The CHRISTmas Boy – by Steven Gamble
Long before I met Steve Gamble our family enjoyed his music at The Gamble Family Christmas concert held at Northwestern College (now University of Northwestern – St. Paul). They would put up a beautiful set and the entire Gamble Family would entertain with songs and stories. It was one of our favorite Christmas outings. One of the songs they would sing was about a little boy that grew up in the Blue Ridge Mountains and had never really heard of Christmas. This little guy knew all about Christ though, so when he saw the word “Christmas” he pronounced it “CHRISTmas.”
Steve’s book is a take-off from that song, although it’s possible that the story was in Steve’s head before the song ever came to be. I should ask him. My husband, John and I met Steve, and his wife, Tammy, about fifteen years ago when we were attending the same church. Though we are both at different churches now and 70 miles separate our homes we still see each other every so often. He brought a copy of his book to John one day when he came down to visit. I made sure to call him before his next visit with a request for more copies that I could use as gifts.
As for the storyline – Young Nick ends up in the town of Stewartville one Christmas in search of his Uncle Nat after the loss of his mom and Nana. The whole town falls in love with this sweet little boy who pronounces Christmas with the emphasis on CHRIST. A beautiful story ensues and if the Hallmark Company doesn’t pick this book as the basis for one of their Christmas movies, I’m going to be sorely disappointed.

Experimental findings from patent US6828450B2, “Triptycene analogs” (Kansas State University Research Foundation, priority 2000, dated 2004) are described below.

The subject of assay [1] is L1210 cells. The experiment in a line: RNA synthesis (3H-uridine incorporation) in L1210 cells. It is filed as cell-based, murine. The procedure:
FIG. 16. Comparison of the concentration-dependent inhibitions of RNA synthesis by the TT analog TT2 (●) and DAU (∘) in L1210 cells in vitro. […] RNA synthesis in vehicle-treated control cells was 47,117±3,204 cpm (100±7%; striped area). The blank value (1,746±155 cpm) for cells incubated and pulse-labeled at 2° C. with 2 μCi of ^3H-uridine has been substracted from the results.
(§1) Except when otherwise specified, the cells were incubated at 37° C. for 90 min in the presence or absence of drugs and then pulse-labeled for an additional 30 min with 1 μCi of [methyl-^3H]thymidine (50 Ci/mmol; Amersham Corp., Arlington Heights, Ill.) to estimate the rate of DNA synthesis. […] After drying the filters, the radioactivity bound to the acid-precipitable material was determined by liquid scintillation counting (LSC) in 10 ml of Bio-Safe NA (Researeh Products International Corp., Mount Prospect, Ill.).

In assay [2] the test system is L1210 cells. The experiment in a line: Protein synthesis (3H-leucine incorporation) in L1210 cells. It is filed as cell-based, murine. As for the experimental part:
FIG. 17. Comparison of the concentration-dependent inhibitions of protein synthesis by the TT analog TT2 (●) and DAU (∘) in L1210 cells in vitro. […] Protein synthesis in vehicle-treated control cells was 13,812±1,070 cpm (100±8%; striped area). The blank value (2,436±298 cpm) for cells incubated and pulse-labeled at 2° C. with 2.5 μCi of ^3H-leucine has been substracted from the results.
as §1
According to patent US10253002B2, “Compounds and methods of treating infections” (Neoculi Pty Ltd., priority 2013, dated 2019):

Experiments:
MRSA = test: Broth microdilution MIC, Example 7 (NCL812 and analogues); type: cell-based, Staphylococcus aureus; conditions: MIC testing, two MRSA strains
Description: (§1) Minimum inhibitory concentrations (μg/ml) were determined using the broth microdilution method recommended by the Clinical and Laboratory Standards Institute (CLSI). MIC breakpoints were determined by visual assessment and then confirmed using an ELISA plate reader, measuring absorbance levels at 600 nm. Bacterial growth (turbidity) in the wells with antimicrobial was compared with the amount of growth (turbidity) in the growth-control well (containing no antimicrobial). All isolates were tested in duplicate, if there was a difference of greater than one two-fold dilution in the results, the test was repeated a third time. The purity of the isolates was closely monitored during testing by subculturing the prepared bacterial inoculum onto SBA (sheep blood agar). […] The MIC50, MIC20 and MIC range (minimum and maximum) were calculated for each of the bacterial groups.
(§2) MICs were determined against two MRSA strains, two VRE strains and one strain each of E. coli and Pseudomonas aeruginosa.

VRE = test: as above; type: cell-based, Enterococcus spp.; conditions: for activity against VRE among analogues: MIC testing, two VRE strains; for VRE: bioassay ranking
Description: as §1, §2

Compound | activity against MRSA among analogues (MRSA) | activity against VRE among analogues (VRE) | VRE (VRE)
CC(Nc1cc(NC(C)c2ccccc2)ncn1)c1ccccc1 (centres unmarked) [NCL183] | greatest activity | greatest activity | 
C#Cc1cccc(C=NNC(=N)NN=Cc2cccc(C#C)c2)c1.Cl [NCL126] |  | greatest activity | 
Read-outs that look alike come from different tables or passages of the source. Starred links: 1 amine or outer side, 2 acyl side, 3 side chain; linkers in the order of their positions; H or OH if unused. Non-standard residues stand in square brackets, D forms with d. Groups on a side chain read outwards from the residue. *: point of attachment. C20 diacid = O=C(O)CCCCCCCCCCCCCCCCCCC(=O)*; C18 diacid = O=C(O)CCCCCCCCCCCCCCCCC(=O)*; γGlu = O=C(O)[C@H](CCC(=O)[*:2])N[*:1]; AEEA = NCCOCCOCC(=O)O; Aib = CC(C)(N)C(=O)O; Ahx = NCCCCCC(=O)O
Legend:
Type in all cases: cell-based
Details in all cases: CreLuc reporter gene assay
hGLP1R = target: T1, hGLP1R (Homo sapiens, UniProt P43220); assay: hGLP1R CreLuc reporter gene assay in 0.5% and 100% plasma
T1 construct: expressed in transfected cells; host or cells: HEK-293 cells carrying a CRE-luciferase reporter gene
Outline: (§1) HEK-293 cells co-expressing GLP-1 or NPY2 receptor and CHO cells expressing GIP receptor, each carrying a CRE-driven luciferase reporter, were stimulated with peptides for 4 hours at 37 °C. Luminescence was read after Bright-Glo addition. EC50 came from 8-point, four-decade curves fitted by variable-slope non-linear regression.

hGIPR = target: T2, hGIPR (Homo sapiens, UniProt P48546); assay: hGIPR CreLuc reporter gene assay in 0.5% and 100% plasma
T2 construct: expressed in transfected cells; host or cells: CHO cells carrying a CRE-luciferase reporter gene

The CHRISTmas Boy is small enough to be a perfect stocking stuffer for the readers in your family. You can get a copy directly from Steve by email; firstname.lastname@example.org , or phone; 651-257-1005 or mail; 25605 Quail Ridge Trail, Lindstrom, MN, 55045. Cost is $10.00 ea. plus $2.00 P&H
Whoa, this blog is getting very long. But, I can’t stop until I tell you about one more book.
The Bell – by Charles Scott Cornwell
The Bell is a sweet little children’s book, suitable for “children” of all ages. The author, Scott Cornwell (as I know him), used to attend our church before his job took him, his sweet wife, Kari, and their two daughters back to their southern roots. While they lived here in Minnesota, Scott volunteered one year to ring the bell for the Salvation Army bucket at the Mall of America. Discovering his bell had a broken stem that had been repaired with a washer started a story in him that just had to be told. Though the story is about Bella, a small gold bell used by Salvation Army volunteers for only a few weeks each year, it’s just as much about seeing the potential in others when they can’t see it in themselves. It would be a great gift for the both the young and the old in your family.
I hope you take the time to enjoy at least one Christmas story during this season. It might be just the perfect thing to help you “de-stress” in the busyness of December.